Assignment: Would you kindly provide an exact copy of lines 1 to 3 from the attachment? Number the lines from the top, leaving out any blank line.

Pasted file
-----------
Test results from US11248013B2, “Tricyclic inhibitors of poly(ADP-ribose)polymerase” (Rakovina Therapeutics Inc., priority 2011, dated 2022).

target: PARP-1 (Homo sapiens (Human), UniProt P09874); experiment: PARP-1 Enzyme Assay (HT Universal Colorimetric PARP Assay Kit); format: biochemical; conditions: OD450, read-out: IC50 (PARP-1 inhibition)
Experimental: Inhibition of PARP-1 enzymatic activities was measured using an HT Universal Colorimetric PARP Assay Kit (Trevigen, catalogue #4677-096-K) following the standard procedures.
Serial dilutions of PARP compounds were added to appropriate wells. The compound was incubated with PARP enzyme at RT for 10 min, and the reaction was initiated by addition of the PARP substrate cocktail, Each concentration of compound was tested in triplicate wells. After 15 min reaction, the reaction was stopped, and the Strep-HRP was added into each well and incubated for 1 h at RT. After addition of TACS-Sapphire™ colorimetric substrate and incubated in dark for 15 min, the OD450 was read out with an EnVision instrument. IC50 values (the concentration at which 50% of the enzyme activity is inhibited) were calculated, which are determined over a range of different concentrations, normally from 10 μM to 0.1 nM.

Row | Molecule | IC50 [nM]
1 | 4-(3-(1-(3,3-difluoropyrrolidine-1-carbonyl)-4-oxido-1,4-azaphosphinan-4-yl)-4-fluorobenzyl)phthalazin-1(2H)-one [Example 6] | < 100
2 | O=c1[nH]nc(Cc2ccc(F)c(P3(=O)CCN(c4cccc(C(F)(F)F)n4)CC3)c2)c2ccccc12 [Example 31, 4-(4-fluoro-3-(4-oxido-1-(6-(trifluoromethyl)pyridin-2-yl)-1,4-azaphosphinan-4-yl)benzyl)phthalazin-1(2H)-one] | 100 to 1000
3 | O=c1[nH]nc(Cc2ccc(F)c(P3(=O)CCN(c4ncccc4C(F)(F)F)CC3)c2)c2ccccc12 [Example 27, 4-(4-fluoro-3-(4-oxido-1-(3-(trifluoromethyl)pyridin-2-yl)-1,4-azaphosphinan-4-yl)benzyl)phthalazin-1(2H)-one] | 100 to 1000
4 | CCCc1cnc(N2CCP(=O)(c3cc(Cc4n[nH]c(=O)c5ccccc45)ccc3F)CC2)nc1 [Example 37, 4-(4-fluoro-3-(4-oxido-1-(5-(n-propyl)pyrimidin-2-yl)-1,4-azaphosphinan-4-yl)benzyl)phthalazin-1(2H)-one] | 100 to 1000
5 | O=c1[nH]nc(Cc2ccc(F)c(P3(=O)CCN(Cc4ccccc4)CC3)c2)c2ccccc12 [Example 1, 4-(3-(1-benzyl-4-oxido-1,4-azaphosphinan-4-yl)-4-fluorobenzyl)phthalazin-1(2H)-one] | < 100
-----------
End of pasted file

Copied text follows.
Test results from US11248013B2, “Tricyclic inhibitors of poly(ADP-ribose)polymerase” (Rakovina Therapeutics Inc., priority 2011, dated 2022).

target: PARP-1 (Homo sapiens (Human), UniProt P09874); experiment: PARP-1 Enzyme Assay (HT Universal Colorimetric PARP Assay Kit); format: biochemical; conditions: OD450, read-out: IC50 (PARP-1 inhibition)
Experimental: Inhibition of PARP-1 enzymatic activities was measured using an HT Universal Colorimetric PARP Assay Kit (Trevigen, catalogue #4677-096-K) following the standard procedures.